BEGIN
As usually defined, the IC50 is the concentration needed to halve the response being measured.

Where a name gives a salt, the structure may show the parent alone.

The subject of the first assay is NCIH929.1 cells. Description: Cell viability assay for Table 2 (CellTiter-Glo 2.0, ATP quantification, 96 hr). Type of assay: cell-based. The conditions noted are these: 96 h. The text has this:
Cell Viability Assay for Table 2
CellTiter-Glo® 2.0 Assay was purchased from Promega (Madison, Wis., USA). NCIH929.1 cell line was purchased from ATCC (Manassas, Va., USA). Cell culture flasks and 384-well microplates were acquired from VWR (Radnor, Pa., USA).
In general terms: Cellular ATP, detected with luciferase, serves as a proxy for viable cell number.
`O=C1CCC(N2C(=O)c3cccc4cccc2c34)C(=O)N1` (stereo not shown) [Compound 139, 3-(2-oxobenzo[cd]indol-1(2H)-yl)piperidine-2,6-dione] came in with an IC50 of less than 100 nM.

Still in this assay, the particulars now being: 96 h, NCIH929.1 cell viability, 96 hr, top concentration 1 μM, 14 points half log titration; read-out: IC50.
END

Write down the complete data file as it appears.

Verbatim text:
As usually defined, the IC50 is the concentration needed to halve the response being measured.

Where a name gives a salt, the structure may show the parent alone.

The subject of the first assay is NCIH929.1 cells. Description: Cell viability assay for Table 2 (CellTiter-Glo 2.0, ATP quantification, 96 hr). Type of assay: cell-based. The conditions noted are these: 96 h. The text has this:
Cell Viability Assay for Table 2
CellTiter-Glo® 2.0 Assay was purchased from Promega (Madison, Wis., USA). NCIH929.1 cell line was purchased from ATCC (Manassas, Va., USA). Cell culture flasks and 384-well microplates were acquired from VWR (Radnor, Pa., USA).
In general terms: Cellular ATP, detected with luciferase, serves as a proxy for viable cell number.
`O=C1CCC(N2C(=O)c3cccc4cccc2c34)C(=O)N1` (stereo not shown) [Compound 139, 3-(2-oxobenzo[cd]indol-1(2H)-yl)piperidine-2,6-dione] came in with an IC50 of less than 100 nM.

Still in this assay, the particulars now being: 96 h, NCIH929.1 cell viability, 96 hr, top concentration 1 μM, 14 points half log titration; read-out: IC50.